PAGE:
fact, I have written for you, dear children; and may God
cause his blessing to rest upon it, that you may be pro-
fited by it as well as amused. And let me entreat you to
serve God, through faith in the Saviour, and finally you
will receive a crown, an immortal crown, in the kingdom
of heaven!







THE ORPHAN.







OTHER,” said Angelica Stone, as she came
» home from school one day, “there is one girl
in the school whom I dislike so much that it
«4 really makes me unhappy.”

“T can readily believe the latter part of
“your remark,” replied Mrs. Stone. “No per-
son can indulge wrong feelings and not be un-
happy; no person can carry a viper in the
bosom and not be stung. You know it is wrong to dis-
like any human being.”

“Ym sure,” said Angelica, “ I don’t wish to dislike her;
but I can’t help it. It would be a great deal more plea-
sant to like her. I do not think it is very wrong to
dislike a person when we don’t do it on purpose.”

“Where do you find the law which forbids you to do
what is very wrong, while it allows you to do what is not
very wrong, but still wrong? I thought God’s law for-
bade everything wrong.”

Angelica saw that there was no ground for the distinc-
tion which she had made. A great many young persons
make it, and involve themselves in guilt by so doing. A
great many, in view of some temptation, say, “ It is not



56 THE ORPHAN.

very wrong,” and so yield to it. They thus go on harden-
ing their hearts, and preparing shempelecs for heinous
crimes.

“ Angelica,” continued her mother, “why do you dis-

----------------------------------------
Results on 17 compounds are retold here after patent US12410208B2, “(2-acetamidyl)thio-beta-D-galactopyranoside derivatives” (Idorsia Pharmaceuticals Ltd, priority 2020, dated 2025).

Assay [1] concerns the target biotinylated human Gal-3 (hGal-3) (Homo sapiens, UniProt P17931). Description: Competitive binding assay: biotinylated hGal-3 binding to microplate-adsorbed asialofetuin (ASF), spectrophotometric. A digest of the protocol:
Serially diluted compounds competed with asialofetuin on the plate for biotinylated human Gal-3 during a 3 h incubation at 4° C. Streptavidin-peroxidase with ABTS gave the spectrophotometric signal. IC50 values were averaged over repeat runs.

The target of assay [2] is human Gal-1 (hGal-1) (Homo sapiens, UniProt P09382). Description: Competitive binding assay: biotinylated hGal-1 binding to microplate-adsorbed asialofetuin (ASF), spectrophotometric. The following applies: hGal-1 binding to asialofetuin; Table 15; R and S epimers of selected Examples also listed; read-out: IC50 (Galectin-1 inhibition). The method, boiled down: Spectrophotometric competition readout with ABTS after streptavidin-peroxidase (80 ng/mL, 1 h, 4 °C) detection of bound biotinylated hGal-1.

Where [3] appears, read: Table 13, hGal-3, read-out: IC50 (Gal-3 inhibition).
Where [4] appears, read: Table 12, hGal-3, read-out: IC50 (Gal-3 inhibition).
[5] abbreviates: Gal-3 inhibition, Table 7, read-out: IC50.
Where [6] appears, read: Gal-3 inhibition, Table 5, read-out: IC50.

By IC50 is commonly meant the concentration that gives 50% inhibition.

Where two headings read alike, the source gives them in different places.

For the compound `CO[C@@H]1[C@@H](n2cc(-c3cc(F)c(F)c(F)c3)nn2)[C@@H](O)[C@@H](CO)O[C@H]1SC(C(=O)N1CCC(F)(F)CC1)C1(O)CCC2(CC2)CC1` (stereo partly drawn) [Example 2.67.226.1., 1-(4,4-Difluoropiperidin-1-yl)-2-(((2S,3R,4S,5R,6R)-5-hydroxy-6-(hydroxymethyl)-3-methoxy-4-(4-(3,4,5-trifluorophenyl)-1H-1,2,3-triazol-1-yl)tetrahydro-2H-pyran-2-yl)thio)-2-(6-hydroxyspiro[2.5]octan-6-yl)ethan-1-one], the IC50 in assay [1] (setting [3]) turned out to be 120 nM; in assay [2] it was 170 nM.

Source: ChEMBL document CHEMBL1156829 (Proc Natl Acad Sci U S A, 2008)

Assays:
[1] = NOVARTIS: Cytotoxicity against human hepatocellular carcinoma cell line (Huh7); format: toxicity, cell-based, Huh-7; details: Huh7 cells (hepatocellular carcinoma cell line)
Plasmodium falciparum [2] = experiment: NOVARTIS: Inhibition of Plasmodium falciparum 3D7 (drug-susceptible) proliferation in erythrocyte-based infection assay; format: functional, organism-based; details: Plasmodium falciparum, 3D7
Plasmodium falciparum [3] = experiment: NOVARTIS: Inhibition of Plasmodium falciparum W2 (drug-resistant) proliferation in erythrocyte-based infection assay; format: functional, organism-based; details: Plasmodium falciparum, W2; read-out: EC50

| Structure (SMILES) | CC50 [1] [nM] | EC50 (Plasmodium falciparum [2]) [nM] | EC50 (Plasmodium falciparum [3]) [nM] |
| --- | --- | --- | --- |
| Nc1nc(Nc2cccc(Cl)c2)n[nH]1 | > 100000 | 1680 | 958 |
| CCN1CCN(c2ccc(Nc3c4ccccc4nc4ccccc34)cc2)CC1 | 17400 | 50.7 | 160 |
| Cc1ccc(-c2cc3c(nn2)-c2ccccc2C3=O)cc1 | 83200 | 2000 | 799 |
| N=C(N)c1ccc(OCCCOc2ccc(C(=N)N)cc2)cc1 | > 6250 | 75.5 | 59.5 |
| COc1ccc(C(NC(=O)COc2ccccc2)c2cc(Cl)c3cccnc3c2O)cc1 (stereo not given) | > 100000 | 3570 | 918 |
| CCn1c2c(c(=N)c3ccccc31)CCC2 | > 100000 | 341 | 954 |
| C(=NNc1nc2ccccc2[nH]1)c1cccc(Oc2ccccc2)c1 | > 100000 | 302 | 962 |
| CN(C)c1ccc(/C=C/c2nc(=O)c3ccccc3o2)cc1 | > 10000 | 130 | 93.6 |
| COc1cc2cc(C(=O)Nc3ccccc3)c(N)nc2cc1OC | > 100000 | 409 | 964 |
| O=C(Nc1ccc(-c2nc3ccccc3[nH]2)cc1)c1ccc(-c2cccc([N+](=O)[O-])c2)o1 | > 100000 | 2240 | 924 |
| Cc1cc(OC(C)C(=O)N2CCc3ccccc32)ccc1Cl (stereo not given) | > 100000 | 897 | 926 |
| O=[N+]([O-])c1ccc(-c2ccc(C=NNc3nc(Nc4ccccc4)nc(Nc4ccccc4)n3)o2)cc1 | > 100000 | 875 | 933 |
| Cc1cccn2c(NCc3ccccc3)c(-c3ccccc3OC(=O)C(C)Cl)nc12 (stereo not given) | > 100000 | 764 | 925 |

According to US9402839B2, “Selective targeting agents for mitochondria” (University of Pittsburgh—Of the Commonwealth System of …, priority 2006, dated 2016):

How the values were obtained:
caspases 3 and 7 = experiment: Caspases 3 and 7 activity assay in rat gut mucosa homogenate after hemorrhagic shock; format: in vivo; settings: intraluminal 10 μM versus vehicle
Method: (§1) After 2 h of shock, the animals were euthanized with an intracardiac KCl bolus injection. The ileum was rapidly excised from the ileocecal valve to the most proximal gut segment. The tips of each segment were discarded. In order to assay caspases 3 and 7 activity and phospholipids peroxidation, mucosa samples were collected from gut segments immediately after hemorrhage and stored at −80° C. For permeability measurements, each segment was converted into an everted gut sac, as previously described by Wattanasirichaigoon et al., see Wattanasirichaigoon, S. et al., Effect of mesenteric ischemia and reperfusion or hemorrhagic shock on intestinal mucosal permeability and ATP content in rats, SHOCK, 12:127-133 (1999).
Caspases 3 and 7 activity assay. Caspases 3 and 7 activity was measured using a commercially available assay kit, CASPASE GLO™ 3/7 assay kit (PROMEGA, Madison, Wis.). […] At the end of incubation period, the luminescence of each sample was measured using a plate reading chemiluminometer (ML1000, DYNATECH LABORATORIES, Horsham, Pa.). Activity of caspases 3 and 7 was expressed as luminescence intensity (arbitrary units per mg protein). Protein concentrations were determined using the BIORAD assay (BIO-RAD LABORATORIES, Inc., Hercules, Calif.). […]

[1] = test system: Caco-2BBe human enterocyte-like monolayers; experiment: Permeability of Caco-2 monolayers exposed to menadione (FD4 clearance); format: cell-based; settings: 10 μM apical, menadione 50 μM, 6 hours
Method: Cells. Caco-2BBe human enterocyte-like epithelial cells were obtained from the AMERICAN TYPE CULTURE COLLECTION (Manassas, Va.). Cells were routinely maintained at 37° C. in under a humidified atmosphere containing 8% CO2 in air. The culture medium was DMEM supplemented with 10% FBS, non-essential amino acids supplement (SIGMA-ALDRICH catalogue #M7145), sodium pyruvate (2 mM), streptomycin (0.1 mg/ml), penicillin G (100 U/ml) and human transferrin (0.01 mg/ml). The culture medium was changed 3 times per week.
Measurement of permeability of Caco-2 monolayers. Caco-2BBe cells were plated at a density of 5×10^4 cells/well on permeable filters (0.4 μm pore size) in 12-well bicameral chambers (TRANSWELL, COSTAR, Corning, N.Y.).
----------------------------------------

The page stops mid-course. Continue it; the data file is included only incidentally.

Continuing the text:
like your schoolmate so much? Has she injured you in
any way?”

“No, mamma.”

“Ts she a rival of yours? a

“Ob no, mamma; she is very backward in hoe studies.”

“What is the reason, then? Is it mere caprice?”

“No, mother; but he is such a strange girl. She
never speaks to anybody unless she is spoken to—”

“Not a very bad habit,” said Mrs. Stone, by way of
parenthesis.

“ And if you speak to her, she seems frightened out of
her wits, and yet gives a very bold answer; and she uses
such vulgar language, and she is so awkward, and dresses
so strangely, that altogether I can’t help disliking her.”

“You said she used vulgar language. Do you mean
coarse, indelicate?”

“No, mamma; but such language as very ignorant
people use.”

“‘ She does not seem to thrust herself in anybody’s way,
nor to intend to give offence in any way, does she?”

“ No, mamma.”

“ How do the girls treat her?”

“Some of them laugh at her, and try to plague her.”

“ How do you treat her? 4

“T avoid her as much as possible.”

“ And you find your dislike rather increasing?”

“Yes, mamma.”

“ Let me ask you seriously, my dear, is it right for you
to allow yourself to dislike a person who has never in-



THE ORPHAN. 57

jured you? Is it right for you to allow yourself to dis-
like any one?”

After a pause, Angelica was constrained to answer,
“No, it is not right.”

“Then you are sensible you have done wrong?”

“Yes, mamma.”

“The next thing for you to do is to overcome this pre-
judice which you have felt towards the poor girl.”

“T should be glad if you will tell me how.”

“That I can, easily. Confess your sin to God, and
pray for forgiveness and grace; and then treat her with
special kindness—treat her as though you loved her.”